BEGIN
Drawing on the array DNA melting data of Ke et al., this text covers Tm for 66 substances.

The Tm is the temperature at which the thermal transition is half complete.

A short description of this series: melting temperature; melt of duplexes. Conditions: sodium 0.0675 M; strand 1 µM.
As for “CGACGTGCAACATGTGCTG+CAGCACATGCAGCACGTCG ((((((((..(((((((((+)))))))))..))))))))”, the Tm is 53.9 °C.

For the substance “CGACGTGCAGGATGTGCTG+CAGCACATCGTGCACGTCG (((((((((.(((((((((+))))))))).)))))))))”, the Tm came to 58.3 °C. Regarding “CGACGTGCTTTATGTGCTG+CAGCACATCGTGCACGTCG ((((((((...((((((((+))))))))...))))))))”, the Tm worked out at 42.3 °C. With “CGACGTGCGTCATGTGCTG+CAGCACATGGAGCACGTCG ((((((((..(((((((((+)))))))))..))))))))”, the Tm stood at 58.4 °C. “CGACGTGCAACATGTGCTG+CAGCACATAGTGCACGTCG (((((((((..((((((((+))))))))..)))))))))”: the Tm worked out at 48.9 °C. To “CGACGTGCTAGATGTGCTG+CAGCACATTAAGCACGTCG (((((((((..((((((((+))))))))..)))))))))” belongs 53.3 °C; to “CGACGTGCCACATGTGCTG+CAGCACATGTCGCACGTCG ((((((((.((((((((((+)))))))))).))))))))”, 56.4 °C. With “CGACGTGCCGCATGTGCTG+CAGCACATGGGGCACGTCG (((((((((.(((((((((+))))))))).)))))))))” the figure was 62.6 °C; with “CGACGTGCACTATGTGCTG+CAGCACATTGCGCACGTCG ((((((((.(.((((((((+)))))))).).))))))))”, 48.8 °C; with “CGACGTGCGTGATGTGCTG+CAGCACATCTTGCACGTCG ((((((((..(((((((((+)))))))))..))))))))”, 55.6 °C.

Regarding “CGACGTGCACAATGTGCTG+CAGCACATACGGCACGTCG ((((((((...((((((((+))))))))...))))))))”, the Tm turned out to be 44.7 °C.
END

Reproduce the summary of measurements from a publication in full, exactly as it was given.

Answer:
Drawing on the array DNA melting data of Ke et al., this text covers Tm for 66 substances.

The Tm is the temperature at which the thermal transition is half complete.

A short description of this series: melting temperature; melt of duplexes. Conditions: sodium 0.0675 M; strand 1 µM.
As for “CGACGTGCAACATGTGCTG+CAGCACATGCAGCACGTCG ((((((((..(((((((((+)))))))))..))))))))”, the Tm is 53.9 °C.

For the substance “CGACGTGCAGGATGTGCTG+CAGCACATCGTGCACGTCG (((((((((.(((((((((+))))))))).)))))))))”, the Tm came to 58.3 °C. Regarding “CGACGTGCTTTATGTGCTG+CAGCACATCGTGCACGTCG ((((((((...((((((((+))))))))...))))))))”, the Tm worked out at 42.3 °C. With “CGACGTGCGTCATGTGCTG+CAGCACATGGAGCACGTCG ((((((((..(((((((((+)))))))))..))))))))”, the Tm stood at 58.4 °C. “CGACGTGCAACATGTGCTG+CAGCACATAGTGCACGTCG (((((((((..((((((((+))))))))..)))))))))”: the Tm worked out at 48.9 °C. To “CGACGTGCTAGATGTGCTG+CAGCACATTAAGCACGTCG (((((((((..((((((((+))))))))..)))))))))” belongs 53.3 °C; to “CGACGTGCCACATGTGCTG+CAGCACATGTCGCACGTCG ((((((((.((((((((((+)))))))))).))))))))”, 56.4 °C. With “CGACGTGCCGCATGTGCTG+CAGCACATGGGGCACGTCG (((((((((.(((((((((+))))))))).)))))))))” the figure was 62.6 °C; with “CGACGTGCACTATGTGCTG+CAGCACATTGCGCACGTCG ((((((((.(.((((((((+)))))))).).))))))))”, 48.8 °C; with “CGACGTGCGTGATGTGCTG+CAGCACATCTTGCACGTCG ((((((((..(((((((((+)))))))))..))))))))”, 55.6 °C.

Regarding “CGACGTGCACAATGTGCTG+CAGCACATACGGCACGTCG ((((((((...((((((((+))))))))...))))))))”, the Tm turned out to be 44.7 °C.